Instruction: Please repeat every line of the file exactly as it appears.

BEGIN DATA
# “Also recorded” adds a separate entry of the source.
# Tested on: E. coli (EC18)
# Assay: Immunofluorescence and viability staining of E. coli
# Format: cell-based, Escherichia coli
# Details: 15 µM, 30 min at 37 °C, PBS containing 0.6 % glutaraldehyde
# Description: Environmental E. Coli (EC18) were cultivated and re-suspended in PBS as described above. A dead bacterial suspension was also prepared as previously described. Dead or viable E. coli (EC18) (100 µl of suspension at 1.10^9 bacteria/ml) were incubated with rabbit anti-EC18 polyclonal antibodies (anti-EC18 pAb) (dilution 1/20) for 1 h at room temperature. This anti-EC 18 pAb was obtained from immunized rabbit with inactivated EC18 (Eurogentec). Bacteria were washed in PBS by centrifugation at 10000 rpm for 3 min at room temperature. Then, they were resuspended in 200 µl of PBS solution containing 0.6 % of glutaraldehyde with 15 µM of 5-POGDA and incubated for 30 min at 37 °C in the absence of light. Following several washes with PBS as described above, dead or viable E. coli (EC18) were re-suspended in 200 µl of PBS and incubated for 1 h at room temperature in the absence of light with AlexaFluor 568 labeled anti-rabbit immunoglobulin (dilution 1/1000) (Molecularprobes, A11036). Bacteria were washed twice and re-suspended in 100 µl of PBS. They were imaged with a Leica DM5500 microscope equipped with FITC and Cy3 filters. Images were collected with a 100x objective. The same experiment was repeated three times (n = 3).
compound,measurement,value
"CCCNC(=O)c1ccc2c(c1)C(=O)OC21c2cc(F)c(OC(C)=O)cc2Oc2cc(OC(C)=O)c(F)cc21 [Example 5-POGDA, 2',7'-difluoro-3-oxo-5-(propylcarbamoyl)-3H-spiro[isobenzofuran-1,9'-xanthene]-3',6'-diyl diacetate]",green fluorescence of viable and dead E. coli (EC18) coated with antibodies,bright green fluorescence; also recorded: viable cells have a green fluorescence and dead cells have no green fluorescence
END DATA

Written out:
# “Also recorded” adds a separate entry of the source.
# Tested on: E. coli (EC18)
# Assay: Immunofluorescence and viability staining of E. coli
# Format: cell-based, Escherichia coli
# Details: 15 µM, 30 min at 37 °C, PBS containing 0.6 % glutaraldehyde
# Description: Environmental E. Coli (EC18) were cultivated and re-suspended in PBS as described above. A dead bacterial suspension was also prepared as previously described. Dead or viable E. coli (EC18) (100 µl of suspension at 1.10^9 bacteria/ml) were incubated with rabbit anti-EC18 polyclonal antibodies (anti-EC18 pAb) (dilution 1/20) for 1 h at room temperature. This anti-EC 18 pAb was obtained from immunized rabbit with inactivated EC18 (Eurogentec). Bacteria were washed in PBS by centrifugation at 10000 rpm for 3 min at room temperature. Then, they were resuspended in 200 µl of PBS solution containing 0.6 % of glutaraldehyde with 15 µM of 5-POGDA and incubated for 30 min at 37 °C in the absence of light. Following several washes with PBS as described above, dead or viable E. coli (EC18) were re-suspended in 200 µl of PBS and incubated for 1 h at room temperature in the absence of light with AlexaFluor 568 labeled anti-rabbit immunoglobulin (dilution 1/1000) (Molecularprobes, A11036). Bacteria were washed twice and re-suspended in 100 µl of PBS. They were imaged with a Leica DM5500 microscope equipped with FITC and Cy3 filters. Images were collected with a 100x objective. The same experiment was repeated three times (n = 3).
compound,measurement,value
"CCCNC(=O)c1ccc2c(c1)C(=O)OC21c2cc(F)c(OC(C)=O)cc2Oc2cc(OC(C)=O)c(F)cc21 [Example 5-POGDA, 2',7'-difluoro-3-oxo-5-(propylcarbamoyl)-3H-spiro[isobenzofuran-1,9'-xanthene]-3',6'-diyl diacetate]",green fluorescence of viable and dead E. coli (EC18) coated with antibodies,bright green fluorescence; also recorded: viable cells have a green fluorescence and dead cells have no green fluorescence